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a process that might work

In a message posted to comp.lang.scheme, and crediting Will Hartung with
the basic idea, Vincent Manis suggested a process that sounds plausible to

> Revise R6RS minimally if at all. Then produce a document called
> `The Report on Scheme Extensions' (or maybe `The R6 Report...' ),
> which describes a standard collection of extensions. This document
> would be accompanied by a reference implementation that would run
> on any R6RS-compliant Scheme system. What would be included in these
> extensions would be up to its editors....

One of the nice things about this is that it doesn't have to depend on the
R*RS authors getting our act together.  As Kent Pitman said, the wonderful
thing about standards is that there are so many to choose from.  Instead of
producing just one document, why not produce a bunch of documents?  Call
them things like

    Scheme Modules: a Stopgap
    Scheme Modules: a Different Stopgap
    Scheme Modules: Another Stopgap
    Ada-like Exceptions in Scheme
    Adapting Common Lisp's Condition System to Scheme
    More Useful I/O for Scheme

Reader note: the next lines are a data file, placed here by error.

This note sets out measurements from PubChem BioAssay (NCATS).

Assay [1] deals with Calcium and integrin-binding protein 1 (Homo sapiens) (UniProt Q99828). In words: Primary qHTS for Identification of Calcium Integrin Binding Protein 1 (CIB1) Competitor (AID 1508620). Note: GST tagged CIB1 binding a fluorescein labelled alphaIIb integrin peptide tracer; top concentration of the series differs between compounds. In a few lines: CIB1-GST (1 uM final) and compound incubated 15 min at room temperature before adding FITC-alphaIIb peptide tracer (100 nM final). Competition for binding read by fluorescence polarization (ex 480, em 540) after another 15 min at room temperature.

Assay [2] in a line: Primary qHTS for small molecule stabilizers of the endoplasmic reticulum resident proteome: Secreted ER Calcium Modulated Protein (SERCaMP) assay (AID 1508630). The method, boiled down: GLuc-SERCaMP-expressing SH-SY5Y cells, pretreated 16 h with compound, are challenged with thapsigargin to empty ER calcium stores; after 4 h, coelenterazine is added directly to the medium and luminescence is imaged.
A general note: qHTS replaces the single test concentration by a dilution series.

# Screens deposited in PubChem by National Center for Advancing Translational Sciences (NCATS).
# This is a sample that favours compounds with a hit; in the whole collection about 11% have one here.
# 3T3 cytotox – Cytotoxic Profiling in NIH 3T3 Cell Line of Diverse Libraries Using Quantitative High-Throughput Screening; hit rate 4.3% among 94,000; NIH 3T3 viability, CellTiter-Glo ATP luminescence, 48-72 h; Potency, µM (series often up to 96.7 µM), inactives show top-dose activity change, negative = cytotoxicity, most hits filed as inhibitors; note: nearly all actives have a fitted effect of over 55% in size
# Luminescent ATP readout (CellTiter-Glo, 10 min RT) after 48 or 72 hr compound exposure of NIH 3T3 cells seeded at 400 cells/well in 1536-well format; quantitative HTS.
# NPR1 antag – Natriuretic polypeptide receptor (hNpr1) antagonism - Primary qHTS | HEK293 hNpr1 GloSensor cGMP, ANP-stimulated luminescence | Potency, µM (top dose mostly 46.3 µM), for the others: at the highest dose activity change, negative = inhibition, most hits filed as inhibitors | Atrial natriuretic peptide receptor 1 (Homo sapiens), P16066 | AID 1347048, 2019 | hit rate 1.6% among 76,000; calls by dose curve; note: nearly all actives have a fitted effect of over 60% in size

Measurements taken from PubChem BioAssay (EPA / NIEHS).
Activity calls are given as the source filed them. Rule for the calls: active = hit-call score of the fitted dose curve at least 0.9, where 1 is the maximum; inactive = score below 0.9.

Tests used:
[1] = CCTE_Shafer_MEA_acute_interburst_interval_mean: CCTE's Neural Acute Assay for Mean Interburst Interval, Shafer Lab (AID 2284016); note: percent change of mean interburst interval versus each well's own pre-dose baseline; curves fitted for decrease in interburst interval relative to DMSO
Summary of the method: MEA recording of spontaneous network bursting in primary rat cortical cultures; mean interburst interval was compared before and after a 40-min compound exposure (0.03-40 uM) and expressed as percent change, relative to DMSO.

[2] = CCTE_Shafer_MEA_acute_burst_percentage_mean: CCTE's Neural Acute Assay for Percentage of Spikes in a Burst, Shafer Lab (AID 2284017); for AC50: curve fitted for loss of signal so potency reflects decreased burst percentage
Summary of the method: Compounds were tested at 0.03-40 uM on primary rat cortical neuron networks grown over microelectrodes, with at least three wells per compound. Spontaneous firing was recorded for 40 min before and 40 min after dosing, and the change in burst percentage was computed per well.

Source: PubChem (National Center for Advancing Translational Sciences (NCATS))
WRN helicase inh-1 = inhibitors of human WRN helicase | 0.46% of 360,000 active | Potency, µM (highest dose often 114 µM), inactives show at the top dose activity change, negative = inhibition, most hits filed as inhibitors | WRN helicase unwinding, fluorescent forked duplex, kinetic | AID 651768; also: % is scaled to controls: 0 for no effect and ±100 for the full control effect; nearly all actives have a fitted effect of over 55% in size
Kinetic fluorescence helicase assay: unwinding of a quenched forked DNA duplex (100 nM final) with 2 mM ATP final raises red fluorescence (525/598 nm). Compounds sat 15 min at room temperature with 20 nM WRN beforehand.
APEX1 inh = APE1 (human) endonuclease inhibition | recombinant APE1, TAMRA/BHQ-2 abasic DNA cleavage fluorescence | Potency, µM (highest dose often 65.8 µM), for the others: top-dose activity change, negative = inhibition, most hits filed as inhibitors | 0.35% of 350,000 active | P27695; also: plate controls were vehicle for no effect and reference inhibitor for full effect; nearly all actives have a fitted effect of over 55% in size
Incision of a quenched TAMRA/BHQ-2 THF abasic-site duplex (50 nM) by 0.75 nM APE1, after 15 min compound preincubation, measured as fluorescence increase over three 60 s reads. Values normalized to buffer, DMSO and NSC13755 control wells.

Multi-dimensional Array Primitives in Scheme
    Bit-diddling in Scheme
    Hash Tables in Scheme

Let the people who write them put their names on them.  Encourage the
people who write them to pay attention to constructive criticism and to
existing practice, including SLIB, but encourage them not to pay too
much attention when an R*RS author says it is a bad thing to write such
documents without first gaining the unanimous consent of the Scheme
community.  Encourage people to publish them in the proceedings of an
annual Scheme workshop and on the World-Wide Web.  Let the users decide
which of these things are important, and let the users pressure the
implementors into supporting those things.

Yes, I'm serious.  Reference implementations for some extensions, such as
bit-diddling, multi-dimensional arrays, and Ada-like exceptions, can be
written in R5RS Scheme.  Others, such as a usable i/o system, might have
to depend on implementation-specific features, but it would be enough
to produce reference implementations for each of several popular systems.
Then the people who want these things can get their work done, by adapting
one of the reference implementations if necessary, and the people who
don't want these things can ignore them.

> If this strategy is adopted, proposals for `R6RS' could then
> be divided into those few that are essential and the vast majority
> that are, if accepted, destined for the Extensions report.

And maybe the successor to the R5RS should be two documents:

    Revised^6 Report on the Algorithmic Language Scheme
    Revised^6 Report on the Traditional Library of Scheme

where the second document contains the library syntax and library
procedures of the R5RS.

I'm not saying this process is ideal.  I'm saying it's a way to make
progress even if the authors can't reach unanimous agreement on what
they want.